Searching for a way home to her children ahead of Halloween in 2016 after getting stranded in Washington state, Freda Jane Knowshisgun asked a friend to wire her some money. Minutes later she vanished from a Walmart parking lot. It’s been more than five years, and no one has heard from Freda.
Why did Freda Jane Knowshisgun leave an online money transfer unclaimed less than 15 minutes after asking her friend to send it?
Freda Jane Knowshisgun was a 34-year-old mother of three when she disappeared from a Walmart store in Kennewick, Washington, on October 18, 2016. A member of the Crow tribe in Montana, Freda was close with her large family. Her sister described her as “... especially gifted and bright …,” while another report described Freda as smart and a fast learner who was working to finish college.
At the time of her disappearance, Freda’s physical description was as follows: American Indian woman, 5’5” tall, approximately 150 pounds, waist-length brown hair that was always tied back, brown eyes, with a scar on her right elbow and multiple tattoos (her children’s names—Lyrical, Trinity, and Mason—between her shoulder blades, Mickey Mouse with a basketball on her right calf, and a tiger lily on her right shoulder).
The day Freda went missing
Freda was last seen at a Walmart customer service counter in Kennewick, Washington, on October 18, 2016. She called a friend to ask for an online money transfer so she could afford the 740-mile trip back home to Crow Agency, Montana, in time to take her kids trick-or-treating for Halloween. The friend agreed to send the money, but there was a mistake with the spelling of Freda’s name, so the friend attempted to correct it.
By the time the corrected transfer was sent (less than 15 minutes from the original exchange between the friend and Freda), the Walmart store had closed, and Freda was unable to claim the money. The friend called back to confirm that Freda got the transfer, but Freda’s phone was no longer in service. That was the last time anyone saw or heard from her.
Still missing for more than 5 years
Freda’s mother reported her missing on November 14, 2016, after Freda did not show up for her aunt’s funeral—in Indigenous culture, it is rare to miss a loved one’s memorial. A second missing person report was filed December 11, 2016, updating Freda’s last name from “Know Gun” to “Knowshisgun.”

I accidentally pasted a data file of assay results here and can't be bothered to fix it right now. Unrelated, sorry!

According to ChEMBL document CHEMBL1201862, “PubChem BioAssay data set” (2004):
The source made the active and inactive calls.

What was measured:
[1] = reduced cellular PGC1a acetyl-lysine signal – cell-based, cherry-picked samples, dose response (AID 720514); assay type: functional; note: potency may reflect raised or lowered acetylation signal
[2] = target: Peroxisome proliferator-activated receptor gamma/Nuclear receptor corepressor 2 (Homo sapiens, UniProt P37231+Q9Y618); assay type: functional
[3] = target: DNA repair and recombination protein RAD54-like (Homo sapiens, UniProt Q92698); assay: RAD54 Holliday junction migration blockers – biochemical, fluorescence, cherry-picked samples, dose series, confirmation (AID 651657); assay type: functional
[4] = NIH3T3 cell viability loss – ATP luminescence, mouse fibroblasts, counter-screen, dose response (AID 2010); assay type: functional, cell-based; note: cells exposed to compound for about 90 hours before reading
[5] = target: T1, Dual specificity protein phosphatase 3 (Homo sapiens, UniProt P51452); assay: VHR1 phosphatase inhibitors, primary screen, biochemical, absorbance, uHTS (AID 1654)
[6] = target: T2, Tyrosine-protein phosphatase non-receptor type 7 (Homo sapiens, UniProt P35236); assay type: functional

Due to jurisdictional confusion among state, tribal, and federal law enforcement agencies, the report of Freda’s disappearance was passed from Hardin, Montana, to Crow Agency to Big Horn County to the FBI. At first, officials did not believe there was much they could do because Freda was an adult, and there was no evidence of foul play. Freda’s sister Frances thinks they did not take the case seriously because Freda had recently started using drugs and hanging out with new friends. As Frances put it, “It seemed like they weren’t helping at all because she jumped into the wrong crowd.”
Freda’s new friends reportedly were not very cooperative with the investigation, and unfortunately, any leads the FBI may have had have not led to finding Freda. So Freda’s family continues to wait for answers, the way many Indigenous families are forced to do. According to a 2019 article in the Independent-Record, “Indigenous make up 6.7 percent of Montana’s population, but 26 percent of Montana’s missing persons reports.” And that figure is likely underreported, meaning the actual percentage is probably higher.
Where the case stands today
Freda’s case remains open and unsolved, but her family holds out hope that they will one day be reunited.
Freda’s cousin Aldean Good Luck said, “... I have that hope, for her kids. I have that hope she will come home.” Her sister Frances added, “There never goes a day, an hour, a minute, a second without thinking of her … our family is not the same without her.”
Anyone with information regarding Freda’s disappearance or current whereabouts should contact the Crow Agency Bureau of Indian Affairs at 406-638-2631 or the Montana Missing Persons Clearinghouse at 406-444-2800.